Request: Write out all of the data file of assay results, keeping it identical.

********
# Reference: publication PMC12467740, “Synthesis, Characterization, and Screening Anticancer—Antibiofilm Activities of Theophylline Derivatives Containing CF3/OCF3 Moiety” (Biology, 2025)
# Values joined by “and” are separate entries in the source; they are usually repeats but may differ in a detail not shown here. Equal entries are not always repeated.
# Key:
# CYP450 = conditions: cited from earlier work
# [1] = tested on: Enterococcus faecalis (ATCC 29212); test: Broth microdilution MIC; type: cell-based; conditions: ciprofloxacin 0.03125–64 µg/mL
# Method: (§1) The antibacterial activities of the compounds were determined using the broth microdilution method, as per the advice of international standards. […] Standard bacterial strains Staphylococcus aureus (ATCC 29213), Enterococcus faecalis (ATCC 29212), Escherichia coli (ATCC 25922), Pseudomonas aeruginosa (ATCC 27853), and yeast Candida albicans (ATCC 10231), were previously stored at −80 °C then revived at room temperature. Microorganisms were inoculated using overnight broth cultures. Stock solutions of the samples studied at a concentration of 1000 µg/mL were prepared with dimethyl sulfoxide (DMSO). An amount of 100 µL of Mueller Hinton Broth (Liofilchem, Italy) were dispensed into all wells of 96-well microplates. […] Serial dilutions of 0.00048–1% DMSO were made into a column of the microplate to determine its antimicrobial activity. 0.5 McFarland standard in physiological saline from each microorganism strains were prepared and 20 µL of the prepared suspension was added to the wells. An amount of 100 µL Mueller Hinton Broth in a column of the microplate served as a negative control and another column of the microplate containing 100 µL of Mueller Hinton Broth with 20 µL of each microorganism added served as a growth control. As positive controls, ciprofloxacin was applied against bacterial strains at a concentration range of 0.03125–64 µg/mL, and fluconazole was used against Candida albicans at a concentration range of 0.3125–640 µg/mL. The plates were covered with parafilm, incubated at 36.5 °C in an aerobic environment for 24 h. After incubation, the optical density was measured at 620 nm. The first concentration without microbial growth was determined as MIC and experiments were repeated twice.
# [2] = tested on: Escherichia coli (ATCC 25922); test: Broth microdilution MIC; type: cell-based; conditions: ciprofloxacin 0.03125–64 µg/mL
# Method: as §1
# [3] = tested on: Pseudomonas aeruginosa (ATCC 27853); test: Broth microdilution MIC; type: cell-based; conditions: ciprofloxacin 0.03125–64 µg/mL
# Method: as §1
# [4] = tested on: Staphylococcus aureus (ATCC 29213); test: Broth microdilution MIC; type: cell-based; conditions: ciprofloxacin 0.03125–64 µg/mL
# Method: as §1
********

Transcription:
# Reference: publication PMC12467740, “Synthesis, Characterization, and Screening Anticancer—Antibiofilm Activities of Theophylline Derivatives Containing CF3/OCF3 Moiety” (Biology, 2025)
# Values joined by “and” are separate entries in the source; they are usually repeats but may differ in a detail not shown here. Equal entries are not always repeated.
# Key:
# CYP450 = conditions: cited from earlier work
# [1] = tested on: Enterococcus faecalis (ATCC 29212); test: Broth microdilution MIC; type: cell-based; conditions: ciprofloxacin 0.03125–64 µg/mL
# Method: (§1) The antibacterial activities of the compounds were determined using the broth microdilution method, as per the advice of international standards. […] Standard bacterial strains Staphylococcus aureus (ATCC 29213), Enterococcus faecalis (ATCC 29212), Escherichia coli (ATCC 25922), Pseudomonas aeruginosa (ATCC 27853), and yeast Candida albicans (ATCC 10231), were previously stored at −80 °C then revived at room temperature. Microorganisms were inoculated using overnight broth cultures. Stock solutions of the samples studied at a concentration of 1000 µg/mL were prepared with dimethyl sulfoxide (DMSO). An amount of 100 µL of Mueller Hinton Broth (Liofilchem, Italy) were dispensed into all wells of 96-well microplates. […] Serial dilutions of 0.00048–1% DMSO were made into a column of the microplate to determine its antimicrobial activity. 0.5 McFarland standard in physiological saline from each microorganism strains were prepared and 20 µL of the prepared suspension was added to the wells. An amount of 100 µL Mueller Hinton Broth in a column of the microplate served as a negative control and another column of the microplate containing 100 µL of Mueller Hinton Broth with 20 µL of each microorganism added served as a growth control. As positive controls, ciprofloxacin was applied against bacterial strains at a concentration range of 0.03125–64 µg/mL, and fluconazole was used against Candida albicans at a concentration range of 0.3125–640 µg/mL. The plates were covered with parafilm, incubated at 36.5 °C in an aerobic environment for 24 h. After incubation, the optical density was measured at 620 nm. The first concentration without microbial growth was determined as MIC and experiments were repeated twice.
# [2] = tested on: Escherichia coli (ATCC 25922); test: Broth microdilution MIC; type: cell-based; conditions: ciprofloxacin 0.03125–64 µg/mL
# Method: as §1
# [3] = tested on: Pseudomonas aeruginosa (ATCC 27853); test: Broth microdilution MIC; type: cell-based; conditions: ciprofloxacin 0.03125–64 µg/mL
# Method: as §1
# [4] = tested on: Staphylococcus aureus (ATCC 29213); test: Broth microdilution MIC; type: cell-based; conditions: ciprofloxacin 0.03125–64 µg/mL
# Method: as §1